In todays excerpt, Uilleam’s new friend Kara quizzes him about his strange new faith.
It was here she found Wilhjelmr, kneeling beside the pool. In his reflection she could see his lips moving slightly, his eyes closed. Was it simple fancy, or did the air around him seem brighter, somehow?
Though she walked quietly along the packed earth of the trail, his head lifted at her approach. But he smiled, and her breath quickened at the unfeigned welcome. She knelt down beside him.
“What brings you to our hof, Will?” she asked, shortening his name for ease. “I thought you served the Hvitr Kristr?”
His smile brightened. “I do. I may serve him anywhere, even ground said to be sacred to another. In fact, there is no better place.”
“My father wouldn’t like it.”
He lifted his shoulders lightly. “I have no wish to cause your father insult, but the work of my God comes first in my heart.”
“To bring good news of freedom to thralls.”
“My father would like that even less. You plan on freeing all our thralls?” She laughed at the thought.
“I don’t mean slaves of earthly masters. All men are thralls – all women, as well,” he added at the gleam in her eye. “They are slaves to the powers of darkness, if they are not freed by Kristr.”
The very idea rankled. “I am no thrall. I am the daughter of a Jarl, and as free as any woman can be.”
“Are you?” Wilhjelmr raised his eyes to the trees, the hof, back to the pool.
“What do you mean by that?” Did he know the bones that crumbled beneath those oaks, the blood of centuries soaked into the earth? Did he know the horrors that poisoned the waters at his knees? With a shiver, Kara remembered the man who had died in that pool when she was only a child. She still remembered the bubbles disturbing the mirror-smooth surface, roiling with greater and greater force until the water suddenly stilled again, reflecting the trees as though the man had never been.
“What do you mean?” she asked again, insisting.
“I think you feel it, even if you don’t yet understand.”
Why did the empty grove seem so full, so malignant? She’d felt it all her life, but had never identified it until this moment. She drew in her breath sharply to repudiate his words, but it came out in a gasping wordless rush.
“You know there is something wrong with the very fabric of your world – something woven in that doesn’t belong. You know you are held hostage by the whims of your gods.”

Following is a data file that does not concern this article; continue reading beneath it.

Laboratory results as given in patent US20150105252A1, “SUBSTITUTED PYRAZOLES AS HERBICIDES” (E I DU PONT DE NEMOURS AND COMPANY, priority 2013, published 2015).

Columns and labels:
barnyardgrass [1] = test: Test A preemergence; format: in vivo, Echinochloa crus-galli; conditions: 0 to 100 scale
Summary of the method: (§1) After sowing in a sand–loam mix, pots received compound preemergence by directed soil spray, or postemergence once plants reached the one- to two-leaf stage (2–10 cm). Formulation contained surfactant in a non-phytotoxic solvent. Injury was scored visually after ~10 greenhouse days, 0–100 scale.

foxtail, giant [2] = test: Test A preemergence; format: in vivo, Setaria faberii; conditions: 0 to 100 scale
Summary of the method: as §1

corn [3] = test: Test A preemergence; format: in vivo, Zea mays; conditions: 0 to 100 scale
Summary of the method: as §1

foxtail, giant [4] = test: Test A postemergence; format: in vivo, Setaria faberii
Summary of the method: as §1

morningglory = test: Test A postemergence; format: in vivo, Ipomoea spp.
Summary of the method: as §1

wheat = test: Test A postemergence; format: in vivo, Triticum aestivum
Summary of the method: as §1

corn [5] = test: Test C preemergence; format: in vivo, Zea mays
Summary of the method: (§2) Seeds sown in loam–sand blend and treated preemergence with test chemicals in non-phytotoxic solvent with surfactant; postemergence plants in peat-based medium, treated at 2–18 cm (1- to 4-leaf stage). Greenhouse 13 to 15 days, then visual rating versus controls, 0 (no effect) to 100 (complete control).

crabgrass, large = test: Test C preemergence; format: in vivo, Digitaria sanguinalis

“And you are not?” the sense of unease gave vent finally in a storm of anger. “You say you are free, but here you are, shipwrecked on a shore not your own, and you say you were sent here by your god. Why would you even leave your home unless he somehow coerced you?”
“Ah, but I did not come here out of fear – a blind terror that if I did not please my God I would face his wrath. I came out of love.”
“Love?” She snorted in disgust even as she hung on his words.
“Yes, love. I love my God. And he loves me. He loves you and your people, too, and so do I. It is not his wish to leave you in darkness and chains, and so his wish becomes my wish, out of gratitude. Out of love.”
“Love for strangers?”
He smiled, and her heart was in her throat. He spoke of love – she wanted it, like a greedy child at a feast. She wanted his god’s love, and she wanted his. This stranger’s message was powerful indeed.
“My father won’t like this,” she said again, but all humour drained from the words this time. She thought of Wilhjelmr plunging into the holy pool and her father holding him down until he died. She fought the urge to move away from the water’s edge. “Would you really risk everything – your life – for someone you don’t know?”
He smiled sadly. “If I must. After all, Kristr gave everything for me. He was a sacrifice, you know. A sacrifice who lived.”
His words raised gooseflesh on her arms and neck. She stared at him, mesmerized.
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